5. Odd that Shirley Dent has problems with the OuLiPo mob as Raymond Queneau’s heavily mathematical approach to poetry would be an ideal example to draw upon to make her point. It informed all his work and in the most part is used invisibly. I had no idea how tightly structured his novel ( and to my mind his masterpiece ) “The Bark Tree” is until I read what he wrote about it.

    He that observeth the wind shall not sow – nice phrase but it sounds a bit too much like guarding a patch to me as well.

  6. Shirley talks utter tosh because she is who she is, a Battle Executive for the talk factory called The Institute of Ideas, which is all about getting bores in front of an audience to pontificate on the noble art, as if what they are gassing about is gonna make the slightest difference to the planet and those on it who she and those in the same game, would dearly like to lead as chief prophet of their made up religions that say, yes, I know best coz I’m a know all git who chats theory feeling very important with myself.

    But have you noticed she is doing a Crummie and diving below the line, which was never her style when the blog first got started?

    This is not one of her better posts, and I am with Sue, in that I reckon she would probably be good company. I think she is a working class clever girl who did well, with a bit of plastic paddy in the mix, who is imitating the style they do to get on over there. What happens is, they go to uni and lose their accents and imitate the toffs to get on, and conceal their background, aping to be more middle than a lower and you end uo with ten people say, none of whom are from the bottom rung who speak posher than what they did as kids, all thinking they are the only ones putting on the act, where if they all just was honest, this comedic social delusion could be avoided. And the one toff in the mix, talks less posh than they did as a kid, trying desperately to be from the lower order, as they think its cooler, and vice versa.

    The problem with shirl is, she doesn’t do positive too much. The best post I read was when she was actually happy and celebrating some kids book, and we got to see who I reckon is the real shirl. I went into that gaffe as a direct result of her, after she poo pooed a do I was performing at, one of about 30 across the world, called Love Poetry Hate Racism.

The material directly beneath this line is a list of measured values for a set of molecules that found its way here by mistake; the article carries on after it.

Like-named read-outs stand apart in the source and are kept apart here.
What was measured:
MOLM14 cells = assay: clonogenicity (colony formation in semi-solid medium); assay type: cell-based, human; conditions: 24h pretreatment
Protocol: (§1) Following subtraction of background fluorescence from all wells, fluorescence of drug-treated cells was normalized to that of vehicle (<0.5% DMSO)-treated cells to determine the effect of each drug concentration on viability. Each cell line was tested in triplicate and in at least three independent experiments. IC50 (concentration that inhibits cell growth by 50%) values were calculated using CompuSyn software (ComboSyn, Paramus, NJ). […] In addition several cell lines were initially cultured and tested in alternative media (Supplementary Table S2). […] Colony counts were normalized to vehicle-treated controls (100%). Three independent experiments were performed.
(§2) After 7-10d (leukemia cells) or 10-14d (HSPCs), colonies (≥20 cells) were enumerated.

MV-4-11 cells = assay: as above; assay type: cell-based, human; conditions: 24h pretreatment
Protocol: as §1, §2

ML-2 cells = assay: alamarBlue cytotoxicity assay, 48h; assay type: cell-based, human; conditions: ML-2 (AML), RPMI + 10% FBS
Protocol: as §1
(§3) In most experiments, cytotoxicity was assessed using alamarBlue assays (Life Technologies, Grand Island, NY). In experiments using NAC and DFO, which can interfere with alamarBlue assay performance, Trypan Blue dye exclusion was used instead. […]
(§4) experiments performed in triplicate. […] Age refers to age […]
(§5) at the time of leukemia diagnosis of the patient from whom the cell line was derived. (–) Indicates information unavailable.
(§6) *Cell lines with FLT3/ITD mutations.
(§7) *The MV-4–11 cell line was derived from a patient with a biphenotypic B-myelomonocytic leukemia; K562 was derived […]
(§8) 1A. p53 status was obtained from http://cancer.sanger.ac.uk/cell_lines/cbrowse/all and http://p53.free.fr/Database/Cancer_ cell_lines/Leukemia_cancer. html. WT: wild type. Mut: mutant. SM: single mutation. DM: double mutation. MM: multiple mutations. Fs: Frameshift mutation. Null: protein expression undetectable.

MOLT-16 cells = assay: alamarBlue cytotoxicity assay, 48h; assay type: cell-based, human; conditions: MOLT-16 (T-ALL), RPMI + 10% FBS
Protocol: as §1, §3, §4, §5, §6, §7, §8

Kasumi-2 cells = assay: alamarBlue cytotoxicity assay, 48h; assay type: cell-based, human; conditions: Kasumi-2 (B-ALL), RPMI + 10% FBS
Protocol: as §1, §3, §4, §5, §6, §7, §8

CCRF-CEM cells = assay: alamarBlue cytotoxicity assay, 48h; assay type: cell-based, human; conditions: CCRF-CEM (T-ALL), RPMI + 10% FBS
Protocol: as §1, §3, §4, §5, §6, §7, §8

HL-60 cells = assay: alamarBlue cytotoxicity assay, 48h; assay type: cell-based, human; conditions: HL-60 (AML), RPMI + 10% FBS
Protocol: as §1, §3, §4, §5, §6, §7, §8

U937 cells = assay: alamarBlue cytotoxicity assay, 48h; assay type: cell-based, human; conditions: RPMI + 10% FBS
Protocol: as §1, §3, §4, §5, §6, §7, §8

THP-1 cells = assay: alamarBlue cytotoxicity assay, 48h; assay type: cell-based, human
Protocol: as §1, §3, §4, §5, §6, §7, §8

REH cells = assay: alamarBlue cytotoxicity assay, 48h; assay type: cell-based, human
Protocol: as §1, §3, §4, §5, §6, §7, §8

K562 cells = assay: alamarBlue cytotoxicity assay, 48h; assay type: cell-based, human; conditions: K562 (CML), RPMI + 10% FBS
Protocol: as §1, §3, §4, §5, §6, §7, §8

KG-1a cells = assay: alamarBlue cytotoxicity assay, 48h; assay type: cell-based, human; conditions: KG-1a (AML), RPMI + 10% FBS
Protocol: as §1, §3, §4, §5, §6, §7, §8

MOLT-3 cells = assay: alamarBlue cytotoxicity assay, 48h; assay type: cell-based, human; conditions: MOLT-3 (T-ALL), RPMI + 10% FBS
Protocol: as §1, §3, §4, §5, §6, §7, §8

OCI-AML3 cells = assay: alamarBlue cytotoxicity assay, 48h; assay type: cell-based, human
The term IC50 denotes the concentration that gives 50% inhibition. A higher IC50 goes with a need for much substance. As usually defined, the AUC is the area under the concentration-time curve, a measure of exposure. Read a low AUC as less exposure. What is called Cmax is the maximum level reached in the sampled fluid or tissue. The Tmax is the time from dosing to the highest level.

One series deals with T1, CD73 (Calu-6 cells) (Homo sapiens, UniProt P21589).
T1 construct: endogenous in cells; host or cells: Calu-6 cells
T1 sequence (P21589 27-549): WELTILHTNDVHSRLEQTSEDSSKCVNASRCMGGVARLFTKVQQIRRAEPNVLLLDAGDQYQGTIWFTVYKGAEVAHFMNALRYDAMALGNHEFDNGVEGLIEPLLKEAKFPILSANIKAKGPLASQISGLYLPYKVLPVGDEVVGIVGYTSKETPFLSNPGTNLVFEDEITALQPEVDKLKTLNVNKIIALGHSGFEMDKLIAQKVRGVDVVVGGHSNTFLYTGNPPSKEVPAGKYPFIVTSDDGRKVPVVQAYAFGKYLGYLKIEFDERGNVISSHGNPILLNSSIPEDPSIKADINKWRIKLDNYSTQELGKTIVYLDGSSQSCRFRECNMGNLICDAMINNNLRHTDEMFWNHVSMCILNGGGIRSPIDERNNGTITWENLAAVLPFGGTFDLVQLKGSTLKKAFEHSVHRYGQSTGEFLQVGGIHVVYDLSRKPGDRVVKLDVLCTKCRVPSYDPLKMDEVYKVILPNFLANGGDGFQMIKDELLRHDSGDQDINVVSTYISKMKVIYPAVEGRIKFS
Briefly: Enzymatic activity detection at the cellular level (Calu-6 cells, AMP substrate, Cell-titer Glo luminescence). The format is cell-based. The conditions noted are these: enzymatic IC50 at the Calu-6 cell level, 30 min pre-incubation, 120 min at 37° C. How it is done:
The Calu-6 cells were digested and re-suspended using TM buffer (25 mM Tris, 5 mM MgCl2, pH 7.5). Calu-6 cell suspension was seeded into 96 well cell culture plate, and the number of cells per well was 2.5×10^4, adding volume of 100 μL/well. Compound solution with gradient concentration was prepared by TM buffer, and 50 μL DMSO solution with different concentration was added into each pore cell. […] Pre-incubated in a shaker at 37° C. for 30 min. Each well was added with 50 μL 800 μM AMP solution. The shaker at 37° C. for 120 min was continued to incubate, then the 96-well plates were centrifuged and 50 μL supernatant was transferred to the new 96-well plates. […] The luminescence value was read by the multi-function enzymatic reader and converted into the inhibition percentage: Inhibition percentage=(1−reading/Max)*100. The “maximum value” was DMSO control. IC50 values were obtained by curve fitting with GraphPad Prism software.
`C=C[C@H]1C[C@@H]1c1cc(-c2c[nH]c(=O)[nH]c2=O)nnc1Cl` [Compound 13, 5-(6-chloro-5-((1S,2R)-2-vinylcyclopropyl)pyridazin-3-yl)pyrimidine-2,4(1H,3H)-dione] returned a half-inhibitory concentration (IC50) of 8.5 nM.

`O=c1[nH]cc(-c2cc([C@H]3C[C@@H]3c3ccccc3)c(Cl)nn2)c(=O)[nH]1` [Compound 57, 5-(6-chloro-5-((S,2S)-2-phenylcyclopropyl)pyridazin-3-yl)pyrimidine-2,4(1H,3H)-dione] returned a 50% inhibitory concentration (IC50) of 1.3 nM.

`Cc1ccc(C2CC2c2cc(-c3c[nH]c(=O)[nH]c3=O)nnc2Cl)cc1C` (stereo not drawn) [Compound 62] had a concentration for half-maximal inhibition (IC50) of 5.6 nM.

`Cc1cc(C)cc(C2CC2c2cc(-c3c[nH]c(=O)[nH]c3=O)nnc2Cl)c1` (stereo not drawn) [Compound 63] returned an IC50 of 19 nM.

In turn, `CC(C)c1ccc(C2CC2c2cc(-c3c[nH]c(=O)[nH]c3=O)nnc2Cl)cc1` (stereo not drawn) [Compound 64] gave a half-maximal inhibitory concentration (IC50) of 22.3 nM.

Now if i had my way, i would dicth the word Hate from the title, and the most comedic which no one picked up on was that the majority of the do’s happened on Hitlers birthday, which was a sheer random thing on the organisers part who didn’t know and when I asked him when we met at the In Sight of Raftery Poetry Festival in Kiltimagh in June 2007 to fix up the first All Ireland Live Poetry touring circuit, he tried to blather that he did know and it was some blah blah blah, but it was clear he hadn’t and was too embarressed to admit it.

    Anyway, the next year, Shirl had changed tack, talking about Politics and poetry, mentioning this very event, as if she was all in favour of it, no doubt assuming that no one takes a blind bit of notice about what she says in the first place.

    ~

    I reckon there has been a shift at the books blog, as McCrumb is making a real effort ot be a man of the people, as is Shirl, who before acted too cool and above us oinks. And notice how many poetry threads there are, clearly the writers thinking, if i write about poetry, i might get a few responses, because however you measure it, the Wild West days when the books blog first started, are well and truly over and there is a cadre of well established spammers, which only now, after two years, is settling down ionto some kind of civil arrangement. So all the toffs and competitors in the poetry biz, like Jane Holland and those like her, who thought, poo, nah, why write on a common blog with all the riff raff when I can appear once a year in some ailing national rag in print, have copped on that this is the future. That to get good at writing, isn’t about appearing once a blue moon in some print rag, but just trying and failing, falling flat on your arse. You look silly and sloppy and ineloquent at first, but slowly, you get better and making a tit of yourself in public, develop a thick skin and become unconcerned what others think and the ones who thought of holdiong back, the boat’s well out the harbour now and they can only look on enviously as the unknown spammers carve out their very public niche and now the chat is civilised and the old rant rant rant mode segued into summat classier, any newb coming in is gonna feel like an extra in the Rovers on Corrie (long running British soap opera) trying to muscle in on Norris and Rita.